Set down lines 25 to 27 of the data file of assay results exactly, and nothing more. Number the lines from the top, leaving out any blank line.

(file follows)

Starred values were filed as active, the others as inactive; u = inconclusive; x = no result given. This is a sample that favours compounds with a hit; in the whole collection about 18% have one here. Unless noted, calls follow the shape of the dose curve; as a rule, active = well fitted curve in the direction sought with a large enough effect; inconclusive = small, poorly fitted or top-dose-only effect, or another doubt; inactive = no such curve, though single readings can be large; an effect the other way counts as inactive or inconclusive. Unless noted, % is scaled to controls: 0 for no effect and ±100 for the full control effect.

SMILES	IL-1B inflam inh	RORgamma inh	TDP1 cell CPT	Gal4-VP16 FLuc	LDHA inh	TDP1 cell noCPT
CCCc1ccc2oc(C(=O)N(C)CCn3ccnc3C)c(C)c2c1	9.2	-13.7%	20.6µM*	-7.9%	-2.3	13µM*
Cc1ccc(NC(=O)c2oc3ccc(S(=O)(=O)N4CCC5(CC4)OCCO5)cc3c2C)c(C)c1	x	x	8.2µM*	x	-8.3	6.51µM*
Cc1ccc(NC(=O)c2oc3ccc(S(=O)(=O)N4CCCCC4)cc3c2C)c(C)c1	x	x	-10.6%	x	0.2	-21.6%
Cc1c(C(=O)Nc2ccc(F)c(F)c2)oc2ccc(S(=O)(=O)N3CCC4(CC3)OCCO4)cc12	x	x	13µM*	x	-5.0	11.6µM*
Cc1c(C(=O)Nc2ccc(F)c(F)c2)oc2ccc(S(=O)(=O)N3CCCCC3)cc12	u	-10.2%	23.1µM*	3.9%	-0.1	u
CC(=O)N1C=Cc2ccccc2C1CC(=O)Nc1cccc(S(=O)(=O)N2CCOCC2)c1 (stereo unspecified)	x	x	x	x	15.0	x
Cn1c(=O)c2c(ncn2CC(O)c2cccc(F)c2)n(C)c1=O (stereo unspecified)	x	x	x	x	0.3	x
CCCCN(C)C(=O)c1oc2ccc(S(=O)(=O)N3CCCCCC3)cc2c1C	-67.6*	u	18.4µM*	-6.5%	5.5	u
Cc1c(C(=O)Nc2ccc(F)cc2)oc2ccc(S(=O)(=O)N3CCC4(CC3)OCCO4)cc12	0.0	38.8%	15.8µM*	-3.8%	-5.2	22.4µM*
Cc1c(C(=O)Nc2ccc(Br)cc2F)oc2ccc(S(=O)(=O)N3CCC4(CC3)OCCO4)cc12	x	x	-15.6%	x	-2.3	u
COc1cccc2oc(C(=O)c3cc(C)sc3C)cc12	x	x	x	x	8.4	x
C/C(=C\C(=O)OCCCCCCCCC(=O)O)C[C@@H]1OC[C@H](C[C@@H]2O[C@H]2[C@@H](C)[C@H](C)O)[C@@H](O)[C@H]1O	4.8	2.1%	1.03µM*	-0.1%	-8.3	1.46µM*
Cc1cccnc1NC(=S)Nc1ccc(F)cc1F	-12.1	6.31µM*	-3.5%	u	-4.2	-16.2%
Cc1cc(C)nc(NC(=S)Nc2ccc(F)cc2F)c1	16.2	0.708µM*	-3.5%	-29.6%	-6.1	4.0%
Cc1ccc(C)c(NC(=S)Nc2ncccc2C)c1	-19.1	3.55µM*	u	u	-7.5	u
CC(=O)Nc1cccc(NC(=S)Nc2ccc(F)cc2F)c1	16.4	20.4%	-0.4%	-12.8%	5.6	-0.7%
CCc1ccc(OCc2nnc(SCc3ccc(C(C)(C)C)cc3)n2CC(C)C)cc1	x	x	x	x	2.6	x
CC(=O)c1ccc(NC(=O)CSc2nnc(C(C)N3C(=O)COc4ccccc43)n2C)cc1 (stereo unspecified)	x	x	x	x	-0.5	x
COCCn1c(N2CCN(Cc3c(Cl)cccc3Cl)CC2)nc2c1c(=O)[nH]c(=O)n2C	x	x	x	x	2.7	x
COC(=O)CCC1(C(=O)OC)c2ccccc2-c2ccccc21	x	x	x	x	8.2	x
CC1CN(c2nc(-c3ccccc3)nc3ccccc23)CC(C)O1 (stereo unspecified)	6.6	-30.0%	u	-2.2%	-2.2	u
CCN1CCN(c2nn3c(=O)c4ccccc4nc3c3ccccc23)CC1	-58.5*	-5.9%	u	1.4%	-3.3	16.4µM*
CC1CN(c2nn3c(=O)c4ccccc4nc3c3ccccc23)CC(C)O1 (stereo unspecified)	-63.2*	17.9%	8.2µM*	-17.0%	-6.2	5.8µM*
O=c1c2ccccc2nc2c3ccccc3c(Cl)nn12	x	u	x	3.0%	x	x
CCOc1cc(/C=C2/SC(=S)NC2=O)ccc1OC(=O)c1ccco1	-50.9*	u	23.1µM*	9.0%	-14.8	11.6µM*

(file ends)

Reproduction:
CC1CN(c2nn3c(=O)c4ccccc4nc3c3ccccc23)CC(C)O1 (stereo unspecified)	-63.2*	17.9%	8.2µM*	-17.0%	-6.2	5.8µM*
O=c1c2ccccc2nc2c3ccccc3c(Cl)nn12	x	u	x	3.0%	x	x
CCOc1cc(/C=C2/SC(=S)NC2=O)ccc1OC(=O)c1ccco1	-50.9*	u	23.1µM*	9.0%	-14.8	11.6µM*